Unlike much infant surgery, many pyloric stenosis (“PS”) operations and almost all circumcisions are not necessary to save life.
Circumcision is almost always done for religious or traditional reasons; however, most doctors no longer regard it as routine or desirable, and informed parents are also regarding it as an unnecessary and potentially damaging physical and emotional assault on their baby.
Pyloric stenosis surgery is a more complex matter. It is advised, validly I believe, for very young and / or emaciated babies and for those who do not respond to several days of medical therapy. It is advised in many countries, invalidly I believe, for almost all clear cases of infant PS. However, most PS babies are more than 3 weeks post-natal and if competently diagnosed will not be close to death; most of these (reportedly more than 80%) will respond well to a few weeks of careful feeding and medical management. After some weeks of treatment, they will outgrow their PS.
However, in most “developed” countries the medical training and self-interest have conditioned doctors (MDs, GPs, paediatricians and surgeons) to advise pyloromyotomy surgery as quick and effective (which it is). What our medical people rarely tell parents is that this operation is “attractive” mostly to the surgeon concerned: it is easy (once the technique is mastered), quick (and thus profitable) and its effect on a violently sick baby is usually immediate (meaning parents astounded with surprise and overwhelmed with gratitude)! What very few specialists tell the parents (except as part of the usual routine list) is that many of these babies may have a continuing or long-term problem as a result of the surgery: the documented list includes the effects of trauma on the parents, and for the baby the risk of gastric issues, hernias, adhesions, post-traumatic stress, and emotional responses to their scars – some these quite common.
However, it also true that the unwanted effects of infant PS surgery were more common in the past, when specialist pediatric care, good anesthesia, minimal access surgical pathways, short hospital stays, and parent education were nowhere near what they often are today.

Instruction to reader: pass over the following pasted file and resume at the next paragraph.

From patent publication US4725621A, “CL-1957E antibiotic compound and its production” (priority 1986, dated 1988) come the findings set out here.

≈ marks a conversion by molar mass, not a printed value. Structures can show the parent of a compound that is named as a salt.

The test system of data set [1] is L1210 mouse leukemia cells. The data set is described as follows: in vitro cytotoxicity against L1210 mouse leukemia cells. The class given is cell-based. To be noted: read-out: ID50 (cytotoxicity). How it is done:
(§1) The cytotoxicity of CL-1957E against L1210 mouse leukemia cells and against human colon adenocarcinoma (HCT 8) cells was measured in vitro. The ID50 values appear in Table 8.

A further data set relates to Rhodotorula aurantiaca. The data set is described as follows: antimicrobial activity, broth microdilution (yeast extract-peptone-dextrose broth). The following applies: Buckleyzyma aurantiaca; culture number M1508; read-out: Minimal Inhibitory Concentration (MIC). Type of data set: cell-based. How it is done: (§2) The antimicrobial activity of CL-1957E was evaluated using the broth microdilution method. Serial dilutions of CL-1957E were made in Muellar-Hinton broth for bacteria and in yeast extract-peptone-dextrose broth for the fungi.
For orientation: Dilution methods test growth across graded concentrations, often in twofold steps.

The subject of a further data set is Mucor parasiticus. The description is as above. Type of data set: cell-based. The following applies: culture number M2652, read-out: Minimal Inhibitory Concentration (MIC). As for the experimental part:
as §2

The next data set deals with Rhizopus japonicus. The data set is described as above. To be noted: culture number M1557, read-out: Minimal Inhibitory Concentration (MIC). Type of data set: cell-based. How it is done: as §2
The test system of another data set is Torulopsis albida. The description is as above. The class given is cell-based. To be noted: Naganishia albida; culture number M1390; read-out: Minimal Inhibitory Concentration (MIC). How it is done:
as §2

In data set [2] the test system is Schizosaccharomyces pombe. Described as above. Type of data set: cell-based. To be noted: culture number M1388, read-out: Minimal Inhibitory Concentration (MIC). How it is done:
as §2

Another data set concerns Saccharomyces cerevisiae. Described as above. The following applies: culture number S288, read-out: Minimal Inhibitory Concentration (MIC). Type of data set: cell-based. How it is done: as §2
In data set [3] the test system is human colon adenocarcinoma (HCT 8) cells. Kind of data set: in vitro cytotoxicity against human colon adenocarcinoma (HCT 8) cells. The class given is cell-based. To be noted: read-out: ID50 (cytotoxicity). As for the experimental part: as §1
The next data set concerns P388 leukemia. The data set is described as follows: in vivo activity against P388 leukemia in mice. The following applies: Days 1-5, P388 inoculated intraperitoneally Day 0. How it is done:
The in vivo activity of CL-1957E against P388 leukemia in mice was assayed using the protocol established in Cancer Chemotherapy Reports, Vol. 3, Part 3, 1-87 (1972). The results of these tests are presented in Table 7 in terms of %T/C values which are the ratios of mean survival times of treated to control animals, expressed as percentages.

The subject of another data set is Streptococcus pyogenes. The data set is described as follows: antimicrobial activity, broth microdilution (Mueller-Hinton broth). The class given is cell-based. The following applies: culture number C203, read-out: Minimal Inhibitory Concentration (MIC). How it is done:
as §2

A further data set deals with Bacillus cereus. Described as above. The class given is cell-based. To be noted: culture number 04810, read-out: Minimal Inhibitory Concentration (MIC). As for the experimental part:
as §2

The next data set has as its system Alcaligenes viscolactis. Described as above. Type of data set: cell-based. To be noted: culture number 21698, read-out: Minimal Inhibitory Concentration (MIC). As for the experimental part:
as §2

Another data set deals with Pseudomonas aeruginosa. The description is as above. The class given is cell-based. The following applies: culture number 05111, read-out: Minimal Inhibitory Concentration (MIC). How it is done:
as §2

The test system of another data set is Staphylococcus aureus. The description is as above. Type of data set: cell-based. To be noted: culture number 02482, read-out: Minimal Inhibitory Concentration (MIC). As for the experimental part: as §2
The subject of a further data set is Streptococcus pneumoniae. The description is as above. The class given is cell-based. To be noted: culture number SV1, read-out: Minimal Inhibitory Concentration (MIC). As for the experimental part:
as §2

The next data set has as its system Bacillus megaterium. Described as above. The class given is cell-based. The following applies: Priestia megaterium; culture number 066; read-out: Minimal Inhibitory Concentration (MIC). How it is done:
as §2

My own experience of infant PS surgery in the mid-1940s has given me much grief and I have tried to work out the reasons for this throughout my life – until recently with little progress. However, the web has made available a steady stream of enlightening data, and also made worldwide networking easy. As a result, I now understand my story to a satisfying degree – although hey, I’ll never know what my parents refused to disclose and the records my hospital destroyed after a statutory period.
Recently I found a fascinating reflective address by Dr C Everett Koop, the US Surgeon-General in the 1980s under President Ronald Reagan. Dr Koop graduated in 1941 and had a distinguished career practising and teaching pediatric surgery, which became a separate discipline only in the mid-1940s, up to which time doctoring babies and children (including surgery and anesthesia) was done without special training and experience. How scary does that seem now! In his 1990 address Dr Koop overviewed some of the massive changes that took place in his domain in the almost 50 years since his graduation.
Here are some of Dr Koop’s observations that struck me (the words are his, the bold highlighting is mine) –
- In 1946, we who were on the curing edge of a new discipline, later to be known as pediatric surgery, considered ourselves to be working in a field of ultimate surgical sophistication. Even had that been true for disciplines in adult surgery, the attention given to children with surgical problems was a disgrace.
- Everyone was an expert in circumcision. There were probably more Gomco clamps in the hospital than there were abdominal retractors.
- The real challenge of general pediatric surgery of the 1950s lay in the congenital defects incompatible with life but amenable to surgical correction… The mortality for a simple colostomy was in the neighbourhood of 90%.